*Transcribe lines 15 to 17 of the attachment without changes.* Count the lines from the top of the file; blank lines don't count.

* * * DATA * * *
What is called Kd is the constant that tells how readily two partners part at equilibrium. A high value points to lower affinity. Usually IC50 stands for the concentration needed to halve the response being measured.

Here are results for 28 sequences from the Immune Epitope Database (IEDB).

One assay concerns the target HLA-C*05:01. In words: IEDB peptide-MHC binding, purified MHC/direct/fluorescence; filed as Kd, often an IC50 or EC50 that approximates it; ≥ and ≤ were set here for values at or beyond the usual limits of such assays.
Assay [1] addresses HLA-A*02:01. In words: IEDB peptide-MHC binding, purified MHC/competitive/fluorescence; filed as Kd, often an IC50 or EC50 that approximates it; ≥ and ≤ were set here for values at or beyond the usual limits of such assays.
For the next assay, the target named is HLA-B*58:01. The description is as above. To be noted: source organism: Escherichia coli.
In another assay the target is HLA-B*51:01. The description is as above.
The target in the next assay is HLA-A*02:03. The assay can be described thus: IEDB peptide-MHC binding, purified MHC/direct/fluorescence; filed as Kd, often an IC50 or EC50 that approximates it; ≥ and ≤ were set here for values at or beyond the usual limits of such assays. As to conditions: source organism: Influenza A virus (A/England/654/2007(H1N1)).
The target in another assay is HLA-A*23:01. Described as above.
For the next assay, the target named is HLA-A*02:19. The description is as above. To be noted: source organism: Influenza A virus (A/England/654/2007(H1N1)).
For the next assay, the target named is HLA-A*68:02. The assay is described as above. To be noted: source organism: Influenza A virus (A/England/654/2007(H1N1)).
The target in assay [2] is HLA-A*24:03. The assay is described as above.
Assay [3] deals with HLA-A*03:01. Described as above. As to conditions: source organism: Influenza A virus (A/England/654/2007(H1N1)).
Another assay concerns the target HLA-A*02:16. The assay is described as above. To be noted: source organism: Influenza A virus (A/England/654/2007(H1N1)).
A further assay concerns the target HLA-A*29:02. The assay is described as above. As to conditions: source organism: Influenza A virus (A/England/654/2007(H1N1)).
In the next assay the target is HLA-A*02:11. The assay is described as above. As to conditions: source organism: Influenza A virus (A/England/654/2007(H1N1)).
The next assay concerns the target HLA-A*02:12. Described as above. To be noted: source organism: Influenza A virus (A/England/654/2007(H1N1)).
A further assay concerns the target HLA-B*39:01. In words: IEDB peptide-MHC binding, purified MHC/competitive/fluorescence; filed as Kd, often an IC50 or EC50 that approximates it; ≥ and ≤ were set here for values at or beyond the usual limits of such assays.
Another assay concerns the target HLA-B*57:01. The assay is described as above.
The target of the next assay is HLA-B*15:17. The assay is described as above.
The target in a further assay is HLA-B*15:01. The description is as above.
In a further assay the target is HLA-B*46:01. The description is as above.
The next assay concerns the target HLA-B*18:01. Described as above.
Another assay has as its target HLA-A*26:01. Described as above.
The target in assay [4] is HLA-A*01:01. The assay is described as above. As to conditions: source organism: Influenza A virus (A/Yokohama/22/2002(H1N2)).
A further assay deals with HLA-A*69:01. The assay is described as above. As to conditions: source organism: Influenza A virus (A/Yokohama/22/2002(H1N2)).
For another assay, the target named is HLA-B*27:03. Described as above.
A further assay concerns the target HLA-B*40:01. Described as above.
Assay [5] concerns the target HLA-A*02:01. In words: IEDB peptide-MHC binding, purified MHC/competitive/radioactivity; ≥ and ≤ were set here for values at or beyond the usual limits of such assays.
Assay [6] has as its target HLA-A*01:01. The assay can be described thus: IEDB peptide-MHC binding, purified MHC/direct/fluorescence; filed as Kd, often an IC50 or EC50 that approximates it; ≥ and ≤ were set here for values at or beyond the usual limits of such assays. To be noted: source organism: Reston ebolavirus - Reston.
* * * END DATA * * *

In the next assay the target is HLA-A*02:11. The assay is described as above. As to conditions: source organism: Influenza A virus (A/England/654/2007(H1N1)).
The next assay concerns the target HLA-A*02:12. Described as above. To be noted: source organism: Influenza A virus (A/England/654/2007(H1N1)).
A further assay concerns the target HLA-B*39:01. In words: IEDB peptide-MHC binding, purified MHC/competitive/fluorescence; filed as Kd, often an IC50 or EC50 that approximates it; ≥ and ≤ were set here for values at or beyond the usual limits of such assays.